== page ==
We want there to be a mix. Facebook is announcing a new phone today, for example, and we’re certainly going to see if we have a good way to respond to what people are talking about. If we don’t have a way of saying something new, we won’t publish anything, but we’ll try to engage in that discussion. So, as best as possible, we’re going to be involved in the conversations of the moment.
But what’s the point of having a New Yorker blog about science and technology if you don’t also use it to really dig into stuff? Ideally, we’ll end up with a lot of pieces like the one about bitcoins. They’re in the news right now—everybody’s talking about them—but our article is about 4,000 words long, with history, in-depth interviews, and real reporting that involves actually going out and talking to people and finding out things.
You’ve recently published some great work by new writers like NYU psychology professor Gary Marcus. What other novelties can readers expect?
We’re definitely going to be adding writers. I’d worked with Gary while I was at Wired, and edited one of his feature stories. He started writing for NewYorker.com and loved it, and it turned out he had new ideas every week. So, he’s been churning them out, and they’ve been excellent. We’d love to find more writers like him. Tim Wu has done a couple of pieces. Gareth Cook, who’s never written for The New Yorker before, wrote a piece for us yesterday, and just filed another one.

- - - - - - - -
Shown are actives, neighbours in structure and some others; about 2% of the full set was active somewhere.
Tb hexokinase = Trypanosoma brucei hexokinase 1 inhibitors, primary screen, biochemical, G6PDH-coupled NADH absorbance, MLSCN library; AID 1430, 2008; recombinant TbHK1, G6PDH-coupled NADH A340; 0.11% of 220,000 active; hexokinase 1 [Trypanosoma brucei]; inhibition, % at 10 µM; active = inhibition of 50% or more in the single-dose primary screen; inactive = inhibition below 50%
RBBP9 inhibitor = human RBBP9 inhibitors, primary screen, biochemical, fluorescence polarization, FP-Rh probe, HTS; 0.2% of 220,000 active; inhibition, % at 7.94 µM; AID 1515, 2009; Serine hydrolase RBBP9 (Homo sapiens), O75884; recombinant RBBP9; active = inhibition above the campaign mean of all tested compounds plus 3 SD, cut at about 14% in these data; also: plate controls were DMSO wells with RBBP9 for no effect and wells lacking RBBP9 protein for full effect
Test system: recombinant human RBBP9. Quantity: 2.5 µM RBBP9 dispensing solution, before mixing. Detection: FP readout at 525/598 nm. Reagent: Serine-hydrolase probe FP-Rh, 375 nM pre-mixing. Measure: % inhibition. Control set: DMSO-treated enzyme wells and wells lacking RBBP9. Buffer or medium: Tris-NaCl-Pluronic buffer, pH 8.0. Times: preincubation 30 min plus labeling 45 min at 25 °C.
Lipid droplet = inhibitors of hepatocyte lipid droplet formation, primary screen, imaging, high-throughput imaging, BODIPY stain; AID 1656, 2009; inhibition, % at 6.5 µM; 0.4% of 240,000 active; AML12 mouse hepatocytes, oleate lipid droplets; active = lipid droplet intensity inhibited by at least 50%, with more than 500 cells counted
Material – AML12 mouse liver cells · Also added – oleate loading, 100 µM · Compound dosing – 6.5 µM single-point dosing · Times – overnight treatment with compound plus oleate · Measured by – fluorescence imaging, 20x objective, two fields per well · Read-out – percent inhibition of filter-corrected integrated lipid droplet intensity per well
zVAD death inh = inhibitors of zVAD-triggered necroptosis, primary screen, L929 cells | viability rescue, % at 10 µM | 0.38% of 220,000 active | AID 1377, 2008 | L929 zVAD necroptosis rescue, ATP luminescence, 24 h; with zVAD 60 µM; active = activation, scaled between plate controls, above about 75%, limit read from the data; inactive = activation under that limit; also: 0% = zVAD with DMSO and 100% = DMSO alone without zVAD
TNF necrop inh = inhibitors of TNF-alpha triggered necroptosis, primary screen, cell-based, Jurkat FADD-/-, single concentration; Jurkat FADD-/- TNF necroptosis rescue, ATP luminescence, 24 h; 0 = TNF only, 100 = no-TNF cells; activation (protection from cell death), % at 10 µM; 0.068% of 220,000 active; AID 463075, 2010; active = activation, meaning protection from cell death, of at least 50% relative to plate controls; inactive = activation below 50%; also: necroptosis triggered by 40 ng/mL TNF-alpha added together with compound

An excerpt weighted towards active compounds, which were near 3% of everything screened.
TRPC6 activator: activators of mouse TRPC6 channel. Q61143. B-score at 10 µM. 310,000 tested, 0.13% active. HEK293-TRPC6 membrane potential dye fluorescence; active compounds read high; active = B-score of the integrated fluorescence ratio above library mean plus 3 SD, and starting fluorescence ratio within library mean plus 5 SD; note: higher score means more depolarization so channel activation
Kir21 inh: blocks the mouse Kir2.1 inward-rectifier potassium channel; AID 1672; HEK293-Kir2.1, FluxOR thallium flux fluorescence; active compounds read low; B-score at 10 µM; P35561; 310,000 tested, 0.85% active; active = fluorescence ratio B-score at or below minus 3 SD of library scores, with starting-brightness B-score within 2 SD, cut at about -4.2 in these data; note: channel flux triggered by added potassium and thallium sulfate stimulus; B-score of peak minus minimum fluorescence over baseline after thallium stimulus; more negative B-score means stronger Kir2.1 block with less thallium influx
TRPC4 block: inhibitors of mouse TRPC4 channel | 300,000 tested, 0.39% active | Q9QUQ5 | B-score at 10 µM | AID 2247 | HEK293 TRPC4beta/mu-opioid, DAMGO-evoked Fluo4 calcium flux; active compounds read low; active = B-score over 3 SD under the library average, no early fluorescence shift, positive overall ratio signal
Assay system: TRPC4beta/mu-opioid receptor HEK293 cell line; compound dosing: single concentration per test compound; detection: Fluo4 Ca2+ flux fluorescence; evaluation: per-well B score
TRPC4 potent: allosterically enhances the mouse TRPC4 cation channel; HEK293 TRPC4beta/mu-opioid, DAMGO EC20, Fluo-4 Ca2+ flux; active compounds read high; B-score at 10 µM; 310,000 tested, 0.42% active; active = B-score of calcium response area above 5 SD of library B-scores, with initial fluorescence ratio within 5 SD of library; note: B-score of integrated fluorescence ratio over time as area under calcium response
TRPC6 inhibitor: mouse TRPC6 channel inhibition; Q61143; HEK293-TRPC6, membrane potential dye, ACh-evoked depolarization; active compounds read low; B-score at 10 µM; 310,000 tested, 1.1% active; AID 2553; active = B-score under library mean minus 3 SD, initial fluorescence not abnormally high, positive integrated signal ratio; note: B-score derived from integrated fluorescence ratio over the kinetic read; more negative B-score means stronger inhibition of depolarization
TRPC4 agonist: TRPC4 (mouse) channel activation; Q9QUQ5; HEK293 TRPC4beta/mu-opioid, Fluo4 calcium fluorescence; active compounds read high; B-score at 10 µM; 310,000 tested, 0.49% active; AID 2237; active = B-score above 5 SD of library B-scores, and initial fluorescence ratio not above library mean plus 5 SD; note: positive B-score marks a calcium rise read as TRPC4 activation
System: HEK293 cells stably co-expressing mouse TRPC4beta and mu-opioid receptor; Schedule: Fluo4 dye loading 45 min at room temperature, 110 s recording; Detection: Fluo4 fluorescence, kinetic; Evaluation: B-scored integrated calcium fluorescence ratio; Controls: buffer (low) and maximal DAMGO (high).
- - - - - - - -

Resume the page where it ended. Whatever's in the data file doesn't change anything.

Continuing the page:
So, there’ll be a group of writers that I hope will develop into regular voices on the Web. It’ll be open to freelancers and there will be pieces from staff writers, but I also want there to be another tier of writers who are regular contributors like Gary. Part of what we’re doing now if figuring out who those people will be, who consistently comes up with ideas that work for us, who’s easy to edit—all of those things that go into making an editor-writer relationship work. I suspect that there will eventually be a regular set of 10 or 12 voices. We’ve kind of seen that with Page Turner, our books and literary blog, where people like Teju Cole are now regular voices.
This blog and the Science & Tech page cover two things—science and technology—and of course technology is a big thing online. People who use technology like to read about technology. People who use Twitter like to read stories about Twitter. So tech journalism thrives online. It always has. It always will.
But it’s also the case that science journalism is showing remarkable growth. There are great blogs coming out, and a lot of great young science writers. When we were looking for a deputy editor, we read through lots of blogs, and were incredibly impressed. It’s something about understanding who we are, how the world works, how our lives work, and how our lives interact with nature. These are huge questions, and it turns out that the Internet is a great forum for debating, discussing, and investigating them.
I think it’s now kind of the cool, smart, hip thing to be a young science journalist in a way it may not have been 10 years ago. The way that our knowledge is evolving and the way science is changing our understanding of fields like neuroscience or genomics really draws people in. These areas where we really know next to nothing, but where it’s clear that what we do learn will be profoundly important in all sorts of ways.